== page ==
Seat Belt Extenders
At one time, overweight passengers could bring a seat belt extender from home. Currently, the FAA does not allow the use of passenger-supplied seat belt extenders because they are not inspected and maintained by FAA regulations and standards, and as such, they are considered unsafe. This regulation includes all seat belt extenders on the market, including those that are marked "FAA" approved; they aren't. Seat belt extenders must be provided by the airline.
When booking your flight, ask if you can reserve a seat belt extender for your flight. Barring that, befriend the gate attendant to ask for vacant adjacent seats, as well as the seat belt extender. The final recourse is to ask the flight attendant for an extender prior to boarding.
Once you have selected your flight, check the type of plane that will be used to reach your destination before you make your final decision. Once you know what type of plane you are flying, check and compare airlines on SeatGuru for specific information on the cabin, seat layout and size, and the amenities offered. It is also a good idea to check the website of the airline you want to book.
The most convenient or discounted flight may not be the most comfortable for plus size passengers. Plan ahead and research your options to make sure you have a comfortable flight.
- Fly when flights are not heavily booked. Tuesday, Wednesday and Thursday flights are best. Midday, late evening or overnight flights tend to be the least crowded too.
- Avoid connecting flights. Direct flights keep you from having to walk through the airport to find the gate of the second flight, get resettled in a second seat on a second flight, and run the risk of your seat assignment being changed on the second leg of your flight due to a change in plane models.
- Some airlines allow coach passengers to purchase seats with more legroom and wider seats, but they have to pay an additional $50 or more.
- The space available in an airline seat is based on three factors: the width of the seat to accommodate hips, the location of the seat in the row to accommodate shoulders, and the pitch, which is the amount of space between the rows for legroom.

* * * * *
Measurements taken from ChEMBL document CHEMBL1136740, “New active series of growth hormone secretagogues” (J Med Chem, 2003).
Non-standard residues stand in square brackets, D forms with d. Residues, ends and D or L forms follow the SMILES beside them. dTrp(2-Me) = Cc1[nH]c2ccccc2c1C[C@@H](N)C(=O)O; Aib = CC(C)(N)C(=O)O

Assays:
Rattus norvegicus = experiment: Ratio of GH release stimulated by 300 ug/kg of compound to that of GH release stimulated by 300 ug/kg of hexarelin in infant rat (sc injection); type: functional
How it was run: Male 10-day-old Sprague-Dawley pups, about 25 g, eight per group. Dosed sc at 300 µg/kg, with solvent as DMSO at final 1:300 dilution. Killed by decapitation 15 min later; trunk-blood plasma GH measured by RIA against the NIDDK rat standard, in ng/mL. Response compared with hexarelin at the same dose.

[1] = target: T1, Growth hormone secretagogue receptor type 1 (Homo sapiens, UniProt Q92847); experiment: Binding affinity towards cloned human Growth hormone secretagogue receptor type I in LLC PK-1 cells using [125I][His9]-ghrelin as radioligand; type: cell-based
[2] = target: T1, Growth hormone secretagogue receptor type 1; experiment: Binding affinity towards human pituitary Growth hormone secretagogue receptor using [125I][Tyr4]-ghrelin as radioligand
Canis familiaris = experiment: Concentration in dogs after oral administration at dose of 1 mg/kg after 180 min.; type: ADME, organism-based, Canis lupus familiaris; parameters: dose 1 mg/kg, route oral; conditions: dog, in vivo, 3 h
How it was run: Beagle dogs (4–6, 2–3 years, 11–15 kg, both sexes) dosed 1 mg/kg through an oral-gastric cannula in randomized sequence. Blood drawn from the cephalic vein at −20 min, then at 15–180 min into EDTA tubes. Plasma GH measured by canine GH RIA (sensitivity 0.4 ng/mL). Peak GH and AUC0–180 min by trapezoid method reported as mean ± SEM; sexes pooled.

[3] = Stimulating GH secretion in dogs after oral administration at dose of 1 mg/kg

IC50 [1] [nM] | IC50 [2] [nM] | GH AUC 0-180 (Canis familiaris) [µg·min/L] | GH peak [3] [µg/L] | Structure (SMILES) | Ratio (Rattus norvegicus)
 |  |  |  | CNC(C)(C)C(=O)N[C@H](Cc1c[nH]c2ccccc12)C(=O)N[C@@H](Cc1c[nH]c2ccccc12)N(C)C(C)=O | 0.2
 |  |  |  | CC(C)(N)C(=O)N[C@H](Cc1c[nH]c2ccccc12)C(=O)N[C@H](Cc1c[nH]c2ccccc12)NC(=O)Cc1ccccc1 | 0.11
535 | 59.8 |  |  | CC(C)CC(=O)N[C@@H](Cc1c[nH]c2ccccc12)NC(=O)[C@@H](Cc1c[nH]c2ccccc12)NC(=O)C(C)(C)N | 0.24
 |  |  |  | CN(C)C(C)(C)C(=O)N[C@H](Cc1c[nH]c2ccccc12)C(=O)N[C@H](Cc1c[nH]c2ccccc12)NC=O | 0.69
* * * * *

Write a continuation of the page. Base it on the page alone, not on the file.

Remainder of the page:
- Seat width in economy coach varies from about 17-18". The pitch (legroom) varies from about 31-34".
- Larger planes, such as a 767 or 777, generally have wider seats and more legroom.
- Business class and first class usually have wider seats and more legroom; however, the armrests usually contain the tray table and can't be raised. The tray table may be unusable if you are not able to raise it high from the armrest to fit across your lap.
- Small planes such as turbo-props tend to have narrower seats and reduced legroom.
- The first row of seats (the bulkhead) and exit row seats usually have the most legroom.
- The backs of the seats in the last row of the plane do not recline.
- If you are making an online reservation and you are not able to select your seat online, call the airlines reservation agent immediately to reserve your preferred seat.
- One week before the flight, be sure to call the airline and confirm your seat assignment. Make sure that the aircraft type and/or your seat assignment has not been changed. If you have booked two seats, remember to confirm that the seats are next to each other.
- On the day of your flight, check-in online to see if you can change your seat assignment to a more comfortable location. For example, many airlines do not assign the seats in exit rows or behind the bulkhead until the day of the flight.
Do Your Research
Every airline has an overweight passenger policy, and passengers are required to accept the policy if they want to board. Since each airline has its own policies in regard to how to get a larger seat, what upgrades are available and how to apply for a refund, airline passengers of size should know the policy of the airline prior to travel.